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12 Responses to I am Woman, Hear me Roar

  1. Beautiful Stacey, just beautiful. If I had to go back and face myself I am sure I would be both surprised and glad I am no longer ‘there’. But, it was part of the journey and I am grateful.

  2. Dawna speers says:

    Life is a journey with lots of twisty roads and road blocks along the way. When one faces obstacles head on—learns and teaches other, as you have Stacey, then the journey becomes a book to motivate, a book of discovery and a book of knowledge. You continue to grace all with your words of wisdom as you walk down the path of life. Thank you

    • inmycorner says:

      Oh, you give me far too much credit, Dawna. But I’ll take it! You are a wonderful support for me – and so many others. Your path has not been easy either and so, I know your words are wise. They come from experience. Helen Reddy would have been proud of you too!

  3. Very inspiring piece! I’m thankful, too, to not be back at that confused teenager stage.But sad in a way, because it seems to have taken me so long to learn what little bit I have. So many of my friends learned most of the basics growing up in functional homes. So, “Teach the children well” is my theme song these days when I’m with young parents.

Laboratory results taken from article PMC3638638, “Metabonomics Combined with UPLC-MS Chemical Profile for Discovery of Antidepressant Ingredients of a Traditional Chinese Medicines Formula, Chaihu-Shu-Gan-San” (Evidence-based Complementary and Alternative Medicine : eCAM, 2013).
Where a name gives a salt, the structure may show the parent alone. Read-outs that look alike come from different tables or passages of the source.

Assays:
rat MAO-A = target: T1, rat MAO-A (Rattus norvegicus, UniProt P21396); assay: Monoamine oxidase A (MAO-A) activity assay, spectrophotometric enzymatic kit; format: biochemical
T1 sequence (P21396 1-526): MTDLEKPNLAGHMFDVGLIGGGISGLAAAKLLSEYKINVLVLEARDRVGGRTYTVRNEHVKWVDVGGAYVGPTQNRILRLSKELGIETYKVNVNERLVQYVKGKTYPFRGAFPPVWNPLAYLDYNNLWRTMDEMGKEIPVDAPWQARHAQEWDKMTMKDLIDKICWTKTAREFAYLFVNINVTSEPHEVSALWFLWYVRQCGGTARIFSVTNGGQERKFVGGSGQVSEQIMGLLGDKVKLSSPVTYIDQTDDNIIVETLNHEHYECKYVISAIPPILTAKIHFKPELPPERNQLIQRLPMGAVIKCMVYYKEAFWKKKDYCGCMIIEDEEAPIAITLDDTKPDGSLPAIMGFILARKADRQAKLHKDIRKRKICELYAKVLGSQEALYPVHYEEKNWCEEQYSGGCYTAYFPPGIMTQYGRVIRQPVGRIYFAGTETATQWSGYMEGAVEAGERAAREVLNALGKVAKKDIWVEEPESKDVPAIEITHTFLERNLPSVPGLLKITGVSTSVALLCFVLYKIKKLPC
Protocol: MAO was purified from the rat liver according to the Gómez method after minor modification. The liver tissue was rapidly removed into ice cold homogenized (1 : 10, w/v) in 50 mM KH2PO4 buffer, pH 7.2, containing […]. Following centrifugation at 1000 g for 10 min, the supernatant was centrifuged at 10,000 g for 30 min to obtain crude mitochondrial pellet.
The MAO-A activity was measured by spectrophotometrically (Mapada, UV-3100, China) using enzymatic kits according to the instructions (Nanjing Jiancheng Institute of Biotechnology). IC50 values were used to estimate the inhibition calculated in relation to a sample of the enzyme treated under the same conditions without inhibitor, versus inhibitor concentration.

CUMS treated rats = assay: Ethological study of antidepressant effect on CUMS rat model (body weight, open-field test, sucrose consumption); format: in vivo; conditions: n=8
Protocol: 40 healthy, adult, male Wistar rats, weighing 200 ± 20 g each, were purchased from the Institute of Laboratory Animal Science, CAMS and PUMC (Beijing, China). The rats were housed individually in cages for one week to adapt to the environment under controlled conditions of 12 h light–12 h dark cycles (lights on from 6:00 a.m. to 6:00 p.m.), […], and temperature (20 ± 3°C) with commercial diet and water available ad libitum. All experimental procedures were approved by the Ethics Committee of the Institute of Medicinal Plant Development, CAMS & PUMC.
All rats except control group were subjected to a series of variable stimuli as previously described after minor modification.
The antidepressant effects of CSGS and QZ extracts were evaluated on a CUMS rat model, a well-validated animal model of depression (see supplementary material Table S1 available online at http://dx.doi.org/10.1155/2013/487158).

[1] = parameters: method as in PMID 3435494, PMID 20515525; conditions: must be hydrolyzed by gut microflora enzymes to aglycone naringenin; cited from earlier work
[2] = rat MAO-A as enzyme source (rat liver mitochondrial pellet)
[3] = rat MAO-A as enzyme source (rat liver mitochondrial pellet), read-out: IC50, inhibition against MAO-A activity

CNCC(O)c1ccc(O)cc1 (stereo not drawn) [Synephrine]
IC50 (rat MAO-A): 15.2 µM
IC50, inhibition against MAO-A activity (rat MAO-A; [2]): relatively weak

Nevertheless, a saying popped into my head this morning and I think it’s a good one to start off the day with: “Today is the first day of the rest of your life.” 🙂

  4. Nor would I go back – maturity brings its own comfort

  5. Judy says:

    I’ve had similar feelings, Stacey. I love being where I am today, despite all the heartache and challenges I’ve gone through. But the way that you put it into words was simply stunning. I wish I could have written it as well. I’m cheering you on and excited for your roar. Yay!

  6. Gwen says:

    Your novel has had so many different chapters and you’ve learned from each one my friend. I wish you many more chapters before you need to write the ending. You should be very proud of each and every chapter because they have made you the terrific woman you are. Roar loudly and proudly!

  7. karen markovic says:

    Just beautiful….